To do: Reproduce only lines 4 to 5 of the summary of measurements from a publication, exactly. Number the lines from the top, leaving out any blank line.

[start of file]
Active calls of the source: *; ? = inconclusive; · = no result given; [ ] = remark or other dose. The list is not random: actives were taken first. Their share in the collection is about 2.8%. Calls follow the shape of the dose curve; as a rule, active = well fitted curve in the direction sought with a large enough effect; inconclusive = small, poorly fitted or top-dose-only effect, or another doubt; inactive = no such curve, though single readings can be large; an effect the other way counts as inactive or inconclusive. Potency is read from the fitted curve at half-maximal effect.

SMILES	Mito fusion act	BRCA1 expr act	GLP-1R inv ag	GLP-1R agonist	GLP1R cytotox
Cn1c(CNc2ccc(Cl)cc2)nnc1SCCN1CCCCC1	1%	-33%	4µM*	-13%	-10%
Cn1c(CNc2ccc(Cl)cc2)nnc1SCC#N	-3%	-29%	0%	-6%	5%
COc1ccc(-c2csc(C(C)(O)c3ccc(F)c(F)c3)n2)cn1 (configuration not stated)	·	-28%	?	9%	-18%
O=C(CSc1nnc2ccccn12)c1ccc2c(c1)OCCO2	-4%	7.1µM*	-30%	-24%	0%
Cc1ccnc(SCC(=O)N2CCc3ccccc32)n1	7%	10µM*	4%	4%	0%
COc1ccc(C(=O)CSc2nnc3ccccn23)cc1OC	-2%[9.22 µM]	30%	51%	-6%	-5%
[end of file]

Cn1c(CNc2ccc(Cl)cc2)nnc1SCC#N	-3%	-29%	0%	-6%	5%
COc1ccc(-c2csc(C(C)(O)c3ccc(F)c(F)c3)n2)cn1 (configuration not stated)	·	-28%	?	9%	-18%